Under the clause proposed by the inquirer, the law firm's imposition of personal financial liability upon successor counsel and the potentially prejudicial retention of client files both serve to exacerbate rather than mitigate the consequences of the change in counsel. Accordingly, the suggested contract condition may cause a violation of Rule 1.16 if it results in actual prejudice to the client's case.


Perhaps the most disconcerting aspect of the proposed employment contract provision is its limitation on the departing attorney's practice of law. Rule 5.6(a) forbids the participation in or offering or making an employment agreement that restricts the right of a lawyer to practice after termination of the relationship. The Comment states that such an agreement limits th[e] professional autonomy of attorneys and limits the freedom of clients to choose a lawyer. Addressing the issue of restrictive employment agreements, this Committee has noted:

[T]he purpose of the applicable provisions of the Rules of Professional Conduct are to ensure that clients may seek the legal advice of a lawyer of their choosing. Although law firms have a right to protect their legitimate business interests, including their client base, they may not do so to the exclusion of the client's preference. It is for this reason that restrictive covenants in the legal profession are prohibited. See generally Dwyer v. Jung, 133 N.J. Super. 343 (1975); ABA Formal Opinion 300 (Aug. 7, 1961).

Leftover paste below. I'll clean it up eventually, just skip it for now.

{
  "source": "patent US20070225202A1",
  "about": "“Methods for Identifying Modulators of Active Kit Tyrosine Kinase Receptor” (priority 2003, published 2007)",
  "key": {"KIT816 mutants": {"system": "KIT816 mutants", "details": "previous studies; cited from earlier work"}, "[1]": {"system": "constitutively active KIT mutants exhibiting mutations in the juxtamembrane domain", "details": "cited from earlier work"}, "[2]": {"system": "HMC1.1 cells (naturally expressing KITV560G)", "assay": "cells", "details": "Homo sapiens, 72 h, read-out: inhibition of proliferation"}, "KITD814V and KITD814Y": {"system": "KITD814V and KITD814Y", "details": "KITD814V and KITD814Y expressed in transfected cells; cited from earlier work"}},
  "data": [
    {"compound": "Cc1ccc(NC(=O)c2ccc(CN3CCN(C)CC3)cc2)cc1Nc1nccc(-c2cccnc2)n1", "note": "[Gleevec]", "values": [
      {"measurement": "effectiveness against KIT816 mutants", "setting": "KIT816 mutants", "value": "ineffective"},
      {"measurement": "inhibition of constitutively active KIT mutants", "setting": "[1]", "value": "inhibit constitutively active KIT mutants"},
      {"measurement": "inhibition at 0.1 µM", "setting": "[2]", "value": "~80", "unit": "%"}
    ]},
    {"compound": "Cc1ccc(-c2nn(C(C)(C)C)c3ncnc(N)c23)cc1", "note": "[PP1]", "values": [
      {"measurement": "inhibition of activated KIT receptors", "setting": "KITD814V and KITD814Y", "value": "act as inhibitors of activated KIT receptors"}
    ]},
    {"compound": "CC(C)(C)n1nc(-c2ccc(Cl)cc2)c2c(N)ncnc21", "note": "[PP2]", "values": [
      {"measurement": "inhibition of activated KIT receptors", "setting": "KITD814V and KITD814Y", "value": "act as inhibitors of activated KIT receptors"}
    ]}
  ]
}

Guidance Opinion 87-24 (Issued April, 1988). The contract provision presented in the current inquiry does not, on its face, directly restrict the departing attorney's right to practice law. In effect, however, it restricts his/her right to represent selected clients. Moreover, to the extent that the required personal liability of the attorney acts as a disincentive to representing the client, the proposed clause limits the client's ability to retain counsel of choice. The Pennsylvania Bar Association's Ethics Committee reviewed an employment contract provision which required a departing attorney to remit to his/her former law firm twenty percent of fees for services rendered by the attorney to previous clients of the firm. Adopting the language of the District of Columbia Bar Committee on Legal Ethics, the opinion stated:

The quoted portion of the employment contract, while not prohibiting a professional relationship between the withdrawing lawyer and clients of his former firm, is nonetheless a restriction on the right of a lawyer to practice law after the termination of the relationship created by the employment agreement. Its effect is to impose a barrier to the creation of a lawyer-client relationship between the departing lawyer and clients of his former firm. Such a barrier is inconsistent with the concept of the practice of law as a profession and, at least indirectly, interferes with a client's choice of an attorney.

Pennsylvania Bar Association Committee on Legal Ethics and Professional Responsibility, Opinion No. 86-17, July 11, 1986.